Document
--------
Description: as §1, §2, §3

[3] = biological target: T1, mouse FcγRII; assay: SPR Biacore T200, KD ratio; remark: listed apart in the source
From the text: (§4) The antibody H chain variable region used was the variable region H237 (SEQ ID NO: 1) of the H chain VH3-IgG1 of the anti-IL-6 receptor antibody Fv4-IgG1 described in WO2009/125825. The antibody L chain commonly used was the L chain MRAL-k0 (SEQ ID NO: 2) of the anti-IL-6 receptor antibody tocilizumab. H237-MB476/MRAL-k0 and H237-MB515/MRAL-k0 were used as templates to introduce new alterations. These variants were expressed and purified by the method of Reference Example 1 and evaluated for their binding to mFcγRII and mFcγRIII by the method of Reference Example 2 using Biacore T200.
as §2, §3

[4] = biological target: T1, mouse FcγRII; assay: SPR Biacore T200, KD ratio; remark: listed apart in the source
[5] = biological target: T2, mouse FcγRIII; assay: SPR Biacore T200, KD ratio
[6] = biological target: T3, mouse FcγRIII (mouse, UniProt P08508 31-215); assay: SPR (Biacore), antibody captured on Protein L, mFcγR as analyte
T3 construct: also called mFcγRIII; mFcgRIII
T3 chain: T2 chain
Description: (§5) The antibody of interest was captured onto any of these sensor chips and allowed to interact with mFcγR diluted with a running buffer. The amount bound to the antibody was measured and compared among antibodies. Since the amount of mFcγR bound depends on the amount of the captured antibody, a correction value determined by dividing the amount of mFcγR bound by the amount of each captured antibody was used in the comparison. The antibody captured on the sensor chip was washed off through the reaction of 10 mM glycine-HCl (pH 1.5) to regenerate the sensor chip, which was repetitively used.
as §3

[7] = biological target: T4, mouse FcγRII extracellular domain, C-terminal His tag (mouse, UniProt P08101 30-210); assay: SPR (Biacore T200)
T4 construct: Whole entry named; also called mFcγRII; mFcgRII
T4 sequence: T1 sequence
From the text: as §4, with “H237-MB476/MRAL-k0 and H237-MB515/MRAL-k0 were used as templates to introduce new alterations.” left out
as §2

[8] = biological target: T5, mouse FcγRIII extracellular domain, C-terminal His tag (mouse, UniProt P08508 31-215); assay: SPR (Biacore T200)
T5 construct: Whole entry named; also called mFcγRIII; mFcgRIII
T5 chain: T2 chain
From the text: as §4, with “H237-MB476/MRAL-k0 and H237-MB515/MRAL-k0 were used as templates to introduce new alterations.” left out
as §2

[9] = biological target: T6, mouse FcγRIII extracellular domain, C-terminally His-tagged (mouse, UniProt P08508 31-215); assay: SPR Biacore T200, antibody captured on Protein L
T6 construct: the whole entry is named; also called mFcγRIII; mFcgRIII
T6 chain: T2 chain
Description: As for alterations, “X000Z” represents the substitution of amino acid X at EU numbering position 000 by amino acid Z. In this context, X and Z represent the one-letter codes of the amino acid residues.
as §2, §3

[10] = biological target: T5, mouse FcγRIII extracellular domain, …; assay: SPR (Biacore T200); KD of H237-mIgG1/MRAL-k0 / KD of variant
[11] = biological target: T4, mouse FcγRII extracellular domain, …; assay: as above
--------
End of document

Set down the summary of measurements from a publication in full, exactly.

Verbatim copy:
Description: as §1, §2, §3

[3] = biological target: T1, mouse FcγRII; assay: SPR Biacore T200, KD ratio; remark: listed apart in the source
From the text: (§4) The antibody H chain variable region used was the variable region H237 (SEQ ID NO: 1) of the H chain VH3-IgG1 of the anti-IL-6 receptor antibody Fv4-IgG1 described in WO2009/125825. The antibody L chain commonly used was the L chain MRAL-k0 (SEQ ID NO: 2) of the anti-IL-6 receptor antibody tocilizumab. H237-MB476/MRAL-k0 and H237-MB515/MRAL-k0 were used as templates to introduce new alterations. These variants were expressed and purified by the method of Reference Example 1 and evaluated for their binding to mFcγRII and mFcγRIII by the method of Reference Example 2 using Biacore T200.
as §2, §3

[4] = biological target: T1, mouse FcγRII; assay: SPR Biacore T200, KD ratio; remark: listed apart in the source
[5] = biological target: T2, mouse FcγRIII; assay: SPR Biacore T200, KD ratio
[6] = biological target: T3, mouse FcγRIII (mouse, UniProt P08508 31-215); assay: SPR (Biacore), antibody captured on Protein L, mFcγR as analyte
T3 construct: also called mFcγRIII; mFcgRIII
T3 chain: T2 chain
Description: (§5) The antibody of interest was captured onto any of these sensor chips and allowed to interact with mFcγR diluted with a running buffer. The amount bound to the antibody was measured and compared among antibodies. Since the amount of mFcγR bound depends on the amount of the captured antibody, a correction value determined by dividing the amount of mFcγR bound by the amount of each captured antibody was used in the comparison. The antibody captured on the sensor chip was washed off through the reaction of 10 mM glycine-HCl (pH 1.5) to regenerate the sensor chip, which was repetitively used.
as §3

[7] = biological target: T4, mouse FcγRII extracellular domain, C-terminal His tag (mouse, UniProt P08101 30-210); assay: SPR (Biacore T200)
T4 construct: Whole entry named; also called mFcγRII; mFcgRII
T4 sequence: T1 sequence
From the text: as §4, with “H237-MB476/MRAL-k0 and H237-MB515/MRAL-k0 were used as templates to introduce new alterations.” left out
as §2

[8] = biological target: T5, mouse FcγRIII extracellular domain, C-terminal His tag (mouse, UniProt P08508 31-215); assay: SPR (Biacore T200)
T5 construct: Whole entry named; also called mFcγRIII; mFcgRIII
T5 chain: T2 chain
From the text: as §4, with “H237-MB476/MRAL-k0 and H237-MB515/MRAL-k0 were used as templates to introduce new alterations.” left out
as §2

[9] = biological target: T6, mouse FcγRIII extracellular domain, C-terminally His-tagged (mouse, UniProt P08508 31-215); assay: SPR Biacore T200, antibody captured on Protein L
T6 construct: the whole entry is named; also called mFcγRIII; mFcgRIII
T6 chain: T2 chain
Description: As for alterations, “X000Z” represents the substitution of amino acid X at EU numbering position 000 by amino acid Z. In this context, X and Z represent the one-letter codes of the amino acid residues.
as §2, §3

[10] = biological target: T5, mouse FcγRIII extracellular domain, …; assay: SPR (Biacore T200); KD of H237-mIgG1/MRAL-k0 / KD of variant
[11] = biological target: T4, mouse FcγRII extracellular domain, …; assay: as above